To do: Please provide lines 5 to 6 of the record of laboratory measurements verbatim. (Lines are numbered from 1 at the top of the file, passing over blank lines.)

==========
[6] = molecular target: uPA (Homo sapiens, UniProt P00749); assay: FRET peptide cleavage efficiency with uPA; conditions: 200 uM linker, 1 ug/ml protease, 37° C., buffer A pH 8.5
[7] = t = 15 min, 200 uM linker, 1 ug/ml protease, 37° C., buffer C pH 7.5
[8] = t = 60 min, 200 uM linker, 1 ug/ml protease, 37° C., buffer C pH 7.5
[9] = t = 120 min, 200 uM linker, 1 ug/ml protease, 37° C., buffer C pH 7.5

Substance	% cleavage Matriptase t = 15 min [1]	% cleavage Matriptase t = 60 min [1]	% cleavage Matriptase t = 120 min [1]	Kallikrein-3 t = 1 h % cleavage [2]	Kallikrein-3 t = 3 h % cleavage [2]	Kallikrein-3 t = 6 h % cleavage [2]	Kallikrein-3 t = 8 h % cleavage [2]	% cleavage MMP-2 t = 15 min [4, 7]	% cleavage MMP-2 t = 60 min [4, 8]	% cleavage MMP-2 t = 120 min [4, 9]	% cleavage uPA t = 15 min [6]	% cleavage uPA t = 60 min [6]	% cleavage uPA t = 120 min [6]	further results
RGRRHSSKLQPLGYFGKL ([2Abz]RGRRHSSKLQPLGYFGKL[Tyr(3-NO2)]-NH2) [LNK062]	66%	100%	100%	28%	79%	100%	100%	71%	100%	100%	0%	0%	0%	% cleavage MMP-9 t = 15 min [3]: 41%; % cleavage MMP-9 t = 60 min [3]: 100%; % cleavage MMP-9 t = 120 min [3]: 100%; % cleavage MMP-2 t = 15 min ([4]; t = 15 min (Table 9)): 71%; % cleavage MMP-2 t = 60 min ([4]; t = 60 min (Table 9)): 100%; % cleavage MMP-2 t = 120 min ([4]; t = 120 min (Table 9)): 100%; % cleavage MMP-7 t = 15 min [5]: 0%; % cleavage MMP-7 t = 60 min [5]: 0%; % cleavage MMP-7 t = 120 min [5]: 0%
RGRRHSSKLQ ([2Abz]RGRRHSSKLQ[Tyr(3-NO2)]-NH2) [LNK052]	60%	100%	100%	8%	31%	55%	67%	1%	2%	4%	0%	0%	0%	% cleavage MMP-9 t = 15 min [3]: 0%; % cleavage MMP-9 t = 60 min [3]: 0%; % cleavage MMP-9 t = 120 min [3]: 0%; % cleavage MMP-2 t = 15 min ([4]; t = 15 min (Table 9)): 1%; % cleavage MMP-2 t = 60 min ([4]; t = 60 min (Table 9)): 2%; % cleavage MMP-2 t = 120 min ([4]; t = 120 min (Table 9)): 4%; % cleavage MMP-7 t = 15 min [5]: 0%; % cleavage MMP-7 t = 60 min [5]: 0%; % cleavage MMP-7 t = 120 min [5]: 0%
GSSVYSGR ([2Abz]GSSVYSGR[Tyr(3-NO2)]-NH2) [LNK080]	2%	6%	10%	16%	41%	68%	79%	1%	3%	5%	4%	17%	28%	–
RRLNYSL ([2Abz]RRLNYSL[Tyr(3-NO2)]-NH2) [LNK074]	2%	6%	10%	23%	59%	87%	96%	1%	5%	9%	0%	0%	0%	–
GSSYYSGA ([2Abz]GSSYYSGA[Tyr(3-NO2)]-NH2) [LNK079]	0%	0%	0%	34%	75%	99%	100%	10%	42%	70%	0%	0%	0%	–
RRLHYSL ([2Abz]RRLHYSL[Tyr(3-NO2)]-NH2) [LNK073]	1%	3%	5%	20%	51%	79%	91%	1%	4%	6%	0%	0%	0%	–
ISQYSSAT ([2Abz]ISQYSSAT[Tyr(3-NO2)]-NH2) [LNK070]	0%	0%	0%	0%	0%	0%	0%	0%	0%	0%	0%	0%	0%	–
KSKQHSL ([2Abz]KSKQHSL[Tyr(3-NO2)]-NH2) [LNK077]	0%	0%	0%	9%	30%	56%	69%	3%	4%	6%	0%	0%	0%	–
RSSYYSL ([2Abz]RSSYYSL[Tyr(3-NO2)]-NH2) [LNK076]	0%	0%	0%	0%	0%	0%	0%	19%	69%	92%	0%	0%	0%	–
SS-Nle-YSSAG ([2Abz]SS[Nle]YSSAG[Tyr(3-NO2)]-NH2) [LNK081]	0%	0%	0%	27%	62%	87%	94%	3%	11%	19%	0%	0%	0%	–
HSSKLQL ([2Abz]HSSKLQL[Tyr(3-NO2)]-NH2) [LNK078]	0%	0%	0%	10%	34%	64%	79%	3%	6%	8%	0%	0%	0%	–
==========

Substance	% cleavage Matriptase t = 15 min [1]	% cleavage Matriptase t = 60 min [1]	% cleavage Matriptase t = 120 min [1]	Kallikrein-3 t = 1 h % cleavage [2]	Kallikrein-3 t = 3 h % cleavage [2]	Kallikrein-3 t = 6 h % cleavage [2]	Kallikrein-3 t = 8 h % cleavage [2]	% cleavage MMP-2 t = 15 min [4, 7]	% cleavage MMP-2 t = 60 min [4, 8]	% cleavage MMP-2 t = 120 min [4, 9]	% cleavage uPA t = 15 min [6]	% cleavage uPA t = 60 min [6]	% cleavage uPA t = 120 min [6]	further results
RGRRHSSKLQPLGYFGKL ([2Abz]RGRRHSSKLQPLGYFGKL[Tyr(3-NO2)]-NH2) [LNK062]	66%	100%	100%	28%	79%	100%	100%	71%	100%	100%	0%	0%	0%	% cleavage MMP-9 t = 15 min [3]: 41%; % cleavage MMP-9 t = 60 min [3]: 100%; % cleavage MMP-9 t = 120 min [3]: 100%; % cleavage MMP-2 t = 15 min ([4]; t = 15 min (Table 9)): 71%; % cleavage MMP-2 t = 60 min ([4]; t = 60 min (Table 9)): 100%; % cleavage MMP-2 t = 120 min ([4]; t = 120 min (Table 9)): 100%; % cleavage MMP-7 t = 15 min [5]: 0%; % cleavage MMP-7 t = 60 min [5]: 0%; % cleavage MMP-7 t = 120 min [5]: 0%